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I googled some and checked out two first links it found:


They don't mention what shall I do in case of such warnings:

Warning: The command '/bin/which' has been replaced by a script: /bin/which: POSIX shell script text executable
Warning: The command '/usr/sbin/adduser' has been replaced by a script: /usr/sbin/adduser: a /usr/bin/perl script text executable
Warning: The command '/usr/bin/ldd' has been replaced by a script: /usr/bin/ldd: Bourne-Again shell script text executable
Warning: The file properties have changed:
         File: /usr/bin/lynx
         Current hash: 95e81c36428c9d955e8915a7b551b1ffed2c3f28
         Stored hash : a46af7e4154a96d926a0f32790181eabf02c60a4

Q1: Is there more extended HowTos which explain how to deal with different kind warnings?

And the second question. Were my actions sufficient to resolve these warnings?

a) To find the package which contains the suspicious file, e.g. it is debianutils for the file /bin/which

~ > dpkg -S /bin/which
debianutils: /bin/which

b) To check the debianutils package checksums:

~ > debsums debianutils
/bin/run-parts                                                                OK
/bin/tempfile                                                                 OK
/bin/which                                                                    OK
/sbin/installkernel                                                           OK
/usr/bin/savelog                                                              OK
/usr/sbin/add-shell                                                           OK
/usr/sbin/remove-shell                                                        OK
/usr/share/man/man1/which.1.gz                                                OK
/usr/share/man/man1/tempfile.1.gz                                             OK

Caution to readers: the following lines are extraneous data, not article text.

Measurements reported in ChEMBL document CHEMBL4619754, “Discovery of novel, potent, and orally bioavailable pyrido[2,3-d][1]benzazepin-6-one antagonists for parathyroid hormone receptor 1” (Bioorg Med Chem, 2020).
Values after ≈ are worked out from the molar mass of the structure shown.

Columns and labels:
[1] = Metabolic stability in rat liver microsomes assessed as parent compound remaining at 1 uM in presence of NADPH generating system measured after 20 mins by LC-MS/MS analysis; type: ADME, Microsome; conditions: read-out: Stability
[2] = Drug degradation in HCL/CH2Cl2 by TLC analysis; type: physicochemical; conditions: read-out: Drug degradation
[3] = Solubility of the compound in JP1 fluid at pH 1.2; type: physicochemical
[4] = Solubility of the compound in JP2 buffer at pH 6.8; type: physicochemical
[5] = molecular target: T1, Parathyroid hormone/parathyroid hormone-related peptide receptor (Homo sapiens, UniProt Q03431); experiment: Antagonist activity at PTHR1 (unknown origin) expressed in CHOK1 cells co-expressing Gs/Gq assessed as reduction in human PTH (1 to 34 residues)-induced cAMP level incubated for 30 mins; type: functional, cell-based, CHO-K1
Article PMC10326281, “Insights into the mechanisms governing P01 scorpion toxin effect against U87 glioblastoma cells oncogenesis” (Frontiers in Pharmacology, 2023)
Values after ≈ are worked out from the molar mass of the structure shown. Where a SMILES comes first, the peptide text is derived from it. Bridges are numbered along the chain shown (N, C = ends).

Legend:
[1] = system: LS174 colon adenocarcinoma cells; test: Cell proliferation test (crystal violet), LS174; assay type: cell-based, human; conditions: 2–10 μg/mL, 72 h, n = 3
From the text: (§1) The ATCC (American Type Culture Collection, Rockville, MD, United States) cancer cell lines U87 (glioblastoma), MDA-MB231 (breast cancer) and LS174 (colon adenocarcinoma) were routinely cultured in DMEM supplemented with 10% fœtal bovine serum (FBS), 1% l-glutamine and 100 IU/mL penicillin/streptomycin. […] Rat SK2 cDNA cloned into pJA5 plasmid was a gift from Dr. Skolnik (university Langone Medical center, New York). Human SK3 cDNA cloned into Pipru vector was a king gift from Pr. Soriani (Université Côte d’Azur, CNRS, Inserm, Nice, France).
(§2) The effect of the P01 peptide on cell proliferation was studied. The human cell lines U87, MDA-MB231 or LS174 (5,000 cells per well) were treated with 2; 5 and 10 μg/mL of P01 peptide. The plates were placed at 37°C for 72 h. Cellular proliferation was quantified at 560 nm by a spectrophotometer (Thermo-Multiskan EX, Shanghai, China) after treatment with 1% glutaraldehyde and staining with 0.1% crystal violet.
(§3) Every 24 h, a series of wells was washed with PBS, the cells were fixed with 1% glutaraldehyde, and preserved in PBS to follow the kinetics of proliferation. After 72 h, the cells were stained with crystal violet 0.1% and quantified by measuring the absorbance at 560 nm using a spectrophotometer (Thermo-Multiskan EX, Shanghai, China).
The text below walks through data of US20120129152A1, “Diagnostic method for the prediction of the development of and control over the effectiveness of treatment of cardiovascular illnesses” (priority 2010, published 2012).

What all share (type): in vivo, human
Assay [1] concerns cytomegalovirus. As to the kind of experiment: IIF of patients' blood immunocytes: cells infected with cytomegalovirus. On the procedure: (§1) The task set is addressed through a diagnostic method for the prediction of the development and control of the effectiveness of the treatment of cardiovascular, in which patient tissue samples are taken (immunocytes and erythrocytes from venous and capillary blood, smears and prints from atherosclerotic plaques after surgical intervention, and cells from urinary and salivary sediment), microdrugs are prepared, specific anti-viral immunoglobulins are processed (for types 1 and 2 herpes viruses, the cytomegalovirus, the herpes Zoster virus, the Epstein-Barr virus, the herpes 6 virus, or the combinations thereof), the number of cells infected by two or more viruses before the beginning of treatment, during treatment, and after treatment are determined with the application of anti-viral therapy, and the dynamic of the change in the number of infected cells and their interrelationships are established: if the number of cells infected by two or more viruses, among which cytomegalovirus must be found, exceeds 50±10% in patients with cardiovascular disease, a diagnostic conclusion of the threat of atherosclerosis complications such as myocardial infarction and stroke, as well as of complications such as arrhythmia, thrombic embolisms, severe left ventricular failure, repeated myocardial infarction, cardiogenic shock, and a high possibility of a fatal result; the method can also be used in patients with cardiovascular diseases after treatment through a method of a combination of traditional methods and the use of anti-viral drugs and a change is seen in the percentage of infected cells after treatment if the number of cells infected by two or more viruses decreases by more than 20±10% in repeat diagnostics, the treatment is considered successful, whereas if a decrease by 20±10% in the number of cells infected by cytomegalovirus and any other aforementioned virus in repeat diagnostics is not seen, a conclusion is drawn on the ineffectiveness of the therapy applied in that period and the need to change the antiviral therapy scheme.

/usr/share/man/man8/savelog.8.gz                                              OK
/usr/share/man/man8/add-shell.8.gz                                            OK
/usr/share/man/man8/remove-shell.8.gz                                         OK
/usr/share/man/man8/run-parts.8.gz                                            OK
/usr/share/man/man8/installkernel.8.gz                                        OK
/usr/share/man/fr/man1/which.1.gz                                             OK
/usr/share/man/fr/man1/tempfile.1.gz                                          OK
/usr/share/man/fr/man8/remove-shell.8.gz                                      OK
/usr/share/man/fr/man8/run-parts.8.gz                                         OK
/usr/share/man/fr/man8/savelog.8.gz                                           OK
/usr/share/man/fr/man8/add-shell.8.gz                                         OK
/usr/share/man/fr/man8/installkernel.8.gz                                     OK
/usr/share/doc/debianutils/copyright                                          OK
/usr/share/doc/debianutils/changelog.gz                                       OK
/usr/share/doc/debianutils/README.shells.gz                                   OK
/usr/share/debianutils/shells                                                 OK

c) To relax about /bin/which as I see OK

/bin/which                                                                    OK

d) To put the file /bin/which to /etc/rkhunter.conf as SCRIPTWHITELIST="/bin/which"